I am writing an essay tomorrow. No I am not asking for somebody to write the essay for me. I just need a bit of help with the topic we were given. I am more than capable of putting the essay...

I am writing an essay tomorrow. No I am not asking for somebody to write the essay for me. I just need a bit of help with the topic we were given. I am more than capable of putting the essay together myself. Here is the topic we were given today (the essay topic is talking about the novel The Great Gatsby):

Consider how the effect of a perspective has been reflected and developed in The Great Gatsby. Discuss the idea(s) developed by the text creator(s) about the effect an individual’s perspective has on his/her identity.

This is based on one character from the story and how that perspective changed his/her identity throughout the story.

I am not really sure what to write about and I'm really confused. I don't have access to my teacher to discuss it. If someone could help me before the day ends that would be great so I can prepare for tomorrow.

Thank you! :)

Expert Answers
mwestwood eNotes educator| Certified Educator

There are two characters that come to mind here as possibilities for the essay: Nick Carraway and Jay Gatsby.

  • Nick Carraway

Having come from what he considers at the end of the novel a much more wholesome Midwest to the East Coast, the unsophisticated Nick becomes embroiled in the lives of the "careless" and amoral people such as Daisy and Tom Buchanan, Jordan Baker,  Myrtle Wilson, the McKees, and Meyer Wolfschiem until he has lost his moral compass and become "a bad driver." He finds himself becoming complacent in his role of friend to these people, and even a confidant in the secret rendez-vous of Gatsby and Daisy. In fact, when he ends his relationship with Jordan, she, who is a very "bad driver," accuses Nick of being one himself.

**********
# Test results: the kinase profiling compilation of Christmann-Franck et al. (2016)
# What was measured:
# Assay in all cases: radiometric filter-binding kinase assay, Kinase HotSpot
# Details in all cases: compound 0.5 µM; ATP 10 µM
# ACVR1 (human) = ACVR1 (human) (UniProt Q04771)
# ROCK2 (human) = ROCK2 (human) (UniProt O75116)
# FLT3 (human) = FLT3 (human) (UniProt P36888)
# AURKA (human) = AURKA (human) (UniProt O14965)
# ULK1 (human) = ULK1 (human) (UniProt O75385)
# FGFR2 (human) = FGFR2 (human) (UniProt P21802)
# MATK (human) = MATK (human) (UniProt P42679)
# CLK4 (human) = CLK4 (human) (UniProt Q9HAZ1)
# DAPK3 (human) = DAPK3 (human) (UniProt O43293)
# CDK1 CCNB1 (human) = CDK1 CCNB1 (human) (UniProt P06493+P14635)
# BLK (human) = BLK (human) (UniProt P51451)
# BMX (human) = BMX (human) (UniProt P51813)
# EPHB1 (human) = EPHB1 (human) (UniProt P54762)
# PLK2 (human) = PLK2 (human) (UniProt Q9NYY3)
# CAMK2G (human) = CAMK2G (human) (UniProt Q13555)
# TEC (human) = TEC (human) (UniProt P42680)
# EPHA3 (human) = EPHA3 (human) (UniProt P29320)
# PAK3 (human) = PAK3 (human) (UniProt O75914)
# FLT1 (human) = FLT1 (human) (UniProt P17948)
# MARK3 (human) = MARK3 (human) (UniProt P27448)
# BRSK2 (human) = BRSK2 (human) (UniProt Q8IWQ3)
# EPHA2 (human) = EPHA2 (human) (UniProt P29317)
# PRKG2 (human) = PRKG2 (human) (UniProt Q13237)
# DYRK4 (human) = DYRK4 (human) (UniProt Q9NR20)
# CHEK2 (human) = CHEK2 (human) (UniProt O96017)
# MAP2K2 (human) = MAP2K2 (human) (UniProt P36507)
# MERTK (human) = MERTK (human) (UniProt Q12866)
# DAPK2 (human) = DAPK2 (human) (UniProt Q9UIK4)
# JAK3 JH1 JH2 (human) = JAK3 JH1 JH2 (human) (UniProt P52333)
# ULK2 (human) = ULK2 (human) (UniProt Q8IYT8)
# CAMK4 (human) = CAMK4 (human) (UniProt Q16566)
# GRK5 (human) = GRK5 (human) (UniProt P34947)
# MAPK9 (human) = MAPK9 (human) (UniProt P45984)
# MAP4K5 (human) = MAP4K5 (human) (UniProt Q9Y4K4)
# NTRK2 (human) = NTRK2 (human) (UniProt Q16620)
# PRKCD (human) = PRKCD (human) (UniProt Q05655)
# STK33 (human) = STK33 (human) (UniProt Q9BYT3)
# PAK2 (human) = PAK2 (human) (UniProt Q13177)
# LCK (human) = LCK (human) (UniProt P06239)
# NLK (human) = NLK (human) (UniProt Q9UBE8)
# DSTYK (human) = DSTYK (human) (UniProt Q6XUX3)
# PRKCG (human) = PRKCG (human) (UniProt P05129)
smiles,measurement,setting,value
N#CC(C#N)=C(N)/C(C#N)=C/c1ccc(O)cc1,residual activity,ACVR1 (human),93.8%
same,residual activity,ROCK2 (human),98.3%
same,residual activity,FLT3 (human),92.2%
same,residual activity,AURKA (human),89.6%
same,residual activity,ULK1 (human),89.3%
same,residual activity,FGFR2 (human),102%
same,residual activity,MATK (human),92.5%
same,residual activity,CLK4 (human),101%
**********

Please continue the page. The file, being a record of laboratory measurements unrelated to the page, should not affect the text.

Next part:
Nick is appalled at the conduct of both Tom and Daisy, especially when they think only of themselves after the killing of Myrtle Wilson. Seeing that Gatsby is willing to take the blame for this cruel accident, standing in the rain outside the Buchanan's window should Daisy need him, Nick later tells Gatsby he is worth the "whole damn bunch." Disenchanted with the East Coasters, who discard people's lives as though they are yesterday's news, Nick vows to return to the Midwest and renew his old values.

  • Jay Gatsby

Originally Jay Gatz, a hard-working young man who aspires to success and the ethical American Dream, this young man refashions himself as Jay Gatsby, a successful man of business who has come to West Egg in order to pursue further a dream of wealth, luxury and glamorous materialism. Having acquired his wealth by dubious means, Gatsby is concerned only with his appearances of great wealth as he watches hopefully the green light on the end of Daisy Buchanan's pier. This light on the pier is that secret place where Gatsby hopes to climb and "gulp down the incomparable milk of wonder," the image of Daisy that he holds in his heart from the past.  

He imagines himself the knight errant returned to seek the grail of Daisy's love which he once had. Having learned that Tom Buchanan has acquired her by means of a $350,000 pearl necklace, Gatsby hopes to win her with his mansion fashioned after a French Hotel de Ville, his gilded rooms, and many shirts and other material possessions. He holds fantastic parties on his front lawn and watches the green light more. 

That he has altered his perspective from the humble but hard-working Gatz is evident from his response to Nick in Chapter Six:

"Can't repeat the past?" he cried incredulously. "Why of course you can!"

Further, Jay speaks of recovering something from the past such as "some idea of himself that had gone into loving Daisy." This idea seems to be her love of material possessions because he tries to impress her with his parties, his mansion, his gilded bathroom, and his English-tailored shirts. 

It is this lofty idea of himself that Jay Gatsby pursues in the hope of recapturing the past and Daisy as she once was.

Read the study guide:
The Great Gatsby

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